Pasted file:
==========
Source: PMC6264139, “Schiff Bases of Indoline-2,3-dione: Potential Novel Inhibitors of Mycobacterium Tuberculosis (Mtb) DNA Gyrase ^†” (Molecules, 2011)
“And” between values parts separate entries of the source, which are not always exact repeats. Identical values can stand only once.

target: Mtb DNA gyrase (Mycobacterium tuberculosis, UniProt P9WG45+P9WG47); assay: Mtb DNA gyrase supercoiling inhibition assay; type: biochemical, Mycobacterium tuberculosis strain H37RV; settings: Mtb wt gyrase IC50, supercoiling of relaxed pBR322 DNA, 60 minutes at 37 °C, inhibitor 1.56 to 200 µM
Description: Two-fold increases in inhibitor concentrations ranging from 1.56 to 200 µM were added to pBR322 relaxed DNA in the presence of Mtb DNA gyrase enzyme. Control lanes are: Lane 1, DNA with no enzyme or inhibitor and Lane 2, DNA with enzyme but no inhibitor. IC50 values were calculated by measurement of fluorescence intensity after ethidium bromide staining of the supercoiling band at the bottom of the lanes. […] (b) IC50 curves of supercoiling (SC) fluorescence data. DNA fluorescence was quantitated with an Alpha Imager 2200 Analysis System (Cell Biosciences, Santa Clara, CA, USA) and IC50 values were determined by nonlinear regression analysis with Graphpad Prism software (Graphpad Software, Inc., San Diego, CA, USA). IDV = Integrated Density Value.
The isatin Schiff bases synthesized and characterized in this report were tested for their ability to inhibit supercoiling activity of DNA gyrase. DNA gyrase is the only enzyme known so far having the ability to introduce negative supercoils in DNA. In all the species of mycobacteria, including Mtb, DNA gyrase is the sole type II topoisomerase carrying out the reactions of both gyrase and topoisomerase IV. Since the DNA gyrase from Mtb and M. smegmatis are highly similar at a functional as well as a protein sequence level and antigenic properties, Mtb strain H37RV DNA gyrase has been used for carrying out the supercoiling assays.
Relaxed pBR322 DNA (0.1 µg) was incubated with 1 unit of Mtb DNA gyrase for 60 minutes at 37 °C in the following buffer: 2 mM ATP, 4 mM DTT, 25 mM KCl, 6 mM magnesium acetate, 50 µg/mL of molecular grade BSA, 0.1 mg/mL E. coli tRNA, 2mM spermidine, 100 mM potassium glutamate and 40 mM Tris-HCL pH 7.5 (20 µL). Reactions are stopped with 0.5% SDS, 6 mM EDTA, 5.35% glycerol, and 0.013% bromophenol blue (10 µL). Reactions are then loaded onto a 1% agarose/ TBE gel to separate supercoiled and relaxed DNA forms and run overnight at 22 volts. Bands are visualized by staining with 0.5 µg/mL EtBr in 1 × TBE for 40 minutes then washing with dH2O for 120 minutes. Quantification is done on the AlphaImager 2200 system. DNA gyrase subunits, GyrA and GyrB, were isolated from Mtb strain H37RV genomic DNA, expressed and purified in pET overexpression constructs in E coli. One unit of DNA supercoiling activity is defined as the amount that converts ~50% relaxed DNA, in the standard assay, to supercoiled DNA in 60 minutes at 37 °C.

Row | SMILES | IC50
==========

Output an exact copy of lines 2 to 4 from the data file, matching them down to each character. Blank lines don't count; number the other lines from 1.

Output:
“And” between values parts separate entries of the source, which are not always exact repeats. Identical values can stand only once.

target: Mtb DNA gyrase (Mycobacterium tuberculosis, UniProt P9WG45+P9WG47); assay: Mtb DNA gyrase supercoiling inhibition assay; type: biochemical, Mycobacterium tuberculosis strain H37RV; settings: Mtb wt gyrase IC50, supercoiling of relaxed pBR322 DNA, 60 minutes at 37 °C, inhibitor 1.56 to 200 µM
Description: Two-fold increases in inhibitor concentrations ranging from 1.56 to 200 µM were added to pBR322 relaxed DNA in the presence of Mtb DNA gyrase enzyme. Control lanes are: Lane 1, DNA with no enzyme or inhibitor and Lane 2, DNA with enzyme but no inhibitor. IC50 values were calculated by measurement of fluorescence intensity after ethidium bromide staining of the supercoiling band at the bottom of the lanes. […] (b) IC50 curves of supercoiling (SC) fluorescence data. DNA fluorescence was quantitated with an Alpha Imager 2200 Analysis System (Cell Biosciences, Santa Clara, CA, USA) and IC50 values were determined by nonlinear regression analysis with Graphpad Prism software (Graphpad Software, Inc., San Diego, CA, USA). IDV = Integrated Density Value.